Statistical Table

Gross domestic product at basic prices and per capita disposable income¹, Montérégie² and all of Québec, 2012-2016

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2012 2013 2014 2015 2016

Per capita

Disposable income 26,120 26,641 r 27,158 r 27,827 r 28,738 p
Gross domestic product3 33,133 r 33,473 r 34,366 r 35,773 er 36,701 e
All of Québec
Disposable income 25,153 25,690 r 26,225 r 26,991 r 27,723 p
Gross domestic product3 40,510 r 41,324 r 42,231 r 42,961 er 43,811 e

1. It is important to note that the statistics on household disposable income presented in this table cannot be conceptually compared with the personal taxation statistics that are published annually by the ministère des Finances du Québec (MFQ) and are not intended for the same purposes. The indicators on household disposable income developed by the Institut measure specific aspects of the economy, in accordance with standards and practices adopted by national and international statistical agencies, while the taxation statistics published by the MFQ aim to present an overview of Québec's personal income tax system.
The household disposable income issued by the Institute is an aggregate of the System of National Accounts adopted by the United Nations and aims to better understand the macroeconomic evolution of a territory and allows for various national, regional and local comparisons. In addition to using tax data from Revenu Québec, the Institute uses a dozen data sources to estimate annual disposable household income. Disposable income is defined as the sum of all incomes received by households residing in a given territory, minus current transfers paid by them to certain institutional sectors. Specifically, it consists of employee remuneration, net income of unincorporated businesses, rental income of households and net property income. It also includes current transfers received by households from non-residents, non-profit institutions serving households (NPISH), financial corporations and from government, such as employment insurance benefits, Old Age Security and social assistance, less current transfers paid by households to non-residents, NPISH, financial corporations (contributions to pension plans) and government, such as income tax and contributions to social insurance plans.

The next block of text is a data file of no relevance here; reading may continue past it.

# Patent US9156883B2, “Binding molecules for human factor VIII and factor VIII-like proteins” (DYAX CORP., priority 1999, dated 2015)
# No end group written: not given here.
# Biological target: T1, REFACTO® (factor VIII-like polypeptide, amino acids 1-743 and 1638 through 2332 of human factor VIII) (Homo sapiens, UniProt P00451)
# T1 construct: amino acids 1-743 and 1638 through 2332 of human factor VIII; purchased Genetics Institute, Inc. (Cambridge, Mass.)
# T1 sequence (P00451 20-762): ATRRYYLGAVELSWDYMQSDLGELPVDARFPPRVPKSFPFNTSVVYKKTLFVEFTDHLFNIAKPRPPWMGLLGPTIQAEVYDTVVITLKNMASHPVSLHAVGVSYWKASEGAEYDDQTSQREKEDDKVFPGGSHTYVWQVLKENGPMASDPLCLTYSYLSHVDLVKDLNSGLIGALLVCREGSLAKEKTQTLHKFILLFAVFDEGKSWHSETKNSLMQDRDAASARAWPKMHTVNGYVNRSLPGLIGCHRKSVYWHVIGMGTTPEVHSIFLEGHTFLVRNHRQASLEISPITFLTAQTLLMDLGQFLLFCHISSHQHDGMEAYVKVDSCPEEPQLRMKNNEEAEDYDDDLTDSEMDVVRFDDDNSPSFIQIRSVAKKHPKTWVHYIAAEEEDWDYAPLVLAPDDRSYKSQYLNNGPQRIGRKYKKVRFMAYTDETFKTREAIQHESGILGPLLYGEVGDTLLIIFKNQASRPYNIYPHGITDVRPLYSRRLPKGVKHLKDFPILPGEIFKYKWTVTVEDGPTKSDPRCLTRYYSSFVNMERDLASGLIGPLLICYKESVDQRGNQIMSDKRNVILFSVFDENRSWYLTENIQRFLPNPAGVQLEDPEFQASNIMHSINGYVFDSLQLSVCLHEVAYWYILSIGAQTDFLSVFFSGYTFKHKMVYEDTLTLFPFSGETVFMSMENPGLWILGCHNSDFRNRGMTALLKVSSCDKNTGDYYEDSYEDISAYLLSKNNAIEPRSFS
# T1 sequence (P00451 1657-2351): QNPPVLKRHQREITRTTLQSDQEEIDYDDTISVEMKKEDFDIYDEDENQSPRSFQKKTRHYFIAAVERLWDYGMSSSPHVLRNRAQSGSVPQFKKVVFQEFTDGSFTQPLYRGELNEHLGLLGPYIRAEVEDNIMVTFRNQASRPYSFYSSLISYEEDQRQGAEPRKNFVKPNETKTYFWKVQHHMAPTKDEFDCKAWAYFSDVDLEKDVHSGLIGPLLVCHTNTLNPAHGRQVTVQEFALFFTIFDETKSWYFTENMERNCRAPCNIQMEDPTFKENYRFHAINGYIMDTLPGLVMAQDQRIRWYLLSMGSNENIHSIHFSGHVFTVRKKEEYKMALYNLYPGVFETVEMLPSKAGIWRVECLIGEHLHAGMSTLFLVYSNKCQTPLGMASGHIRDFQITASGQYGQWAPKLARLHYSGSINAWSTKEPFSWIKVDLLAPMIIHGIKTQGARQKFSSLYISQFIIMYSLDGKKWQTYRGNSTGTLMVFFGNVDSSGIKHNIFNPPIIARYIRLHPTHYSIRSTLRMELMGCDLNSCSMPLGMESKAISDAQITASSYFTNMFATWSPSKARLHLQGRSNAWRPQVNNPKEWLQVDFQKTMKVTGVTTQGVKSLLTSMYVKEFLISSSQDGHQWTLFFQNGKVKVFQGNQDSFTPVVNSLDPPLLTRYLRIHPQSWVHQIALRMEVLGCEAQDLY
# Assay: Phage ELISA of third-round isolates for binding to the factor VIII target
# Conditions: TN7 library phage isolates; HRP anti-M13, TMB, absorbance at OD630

2. Geographic boundary and name in force as at December 31, 2016.
3. GDP per capita is the ratio of the unduplicated value of goods and services produced in the economic territory of a region, not taking into account the place of residence of those receiving the income, to the total population of a region.
The method used to calculate regional GDP incorporates home-work commuting flow matrices by NAICS industry derived from special compilations by Statistics Canada. These compilations are based on data from the 2006 Census, the 2011 National Household Survey (NHS), and the 2016 Census. The commuting flow matrix based on the 2006 Census is applied to data covering the period from 2007 to 2009. The commuting flow matrix based on the 2011 NHS is applied to data covering the period from 2010 to 2014. The commuting flow matrix based on the 2016 Census is applied to data from 2015 and 2016. In some cases, the transition from one commuting flow matrix to another can lead to breaks in the series.
Sources : Institut de la statistique du Québec, Fisheries and Oceans Canada, Indigenous and Northern Affairs Canada, ministère des Affaires municipales et de l'Occupation du territoire, ministère de l'Éducation et de l'Enseignement supérieur, Cree Hunters and Trappers Income Security Board, Retraite Québec, Revenu Québec, Société de l'assurance automobile du Québec, Société d'habitation du Québec and Statistics Canada.
Compilation : Institut de la statistique du Québec.
September 6, 2018

Symbols used in tables

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The data presented in this table is also available for consultation in the Databank of Official Statistics on Québec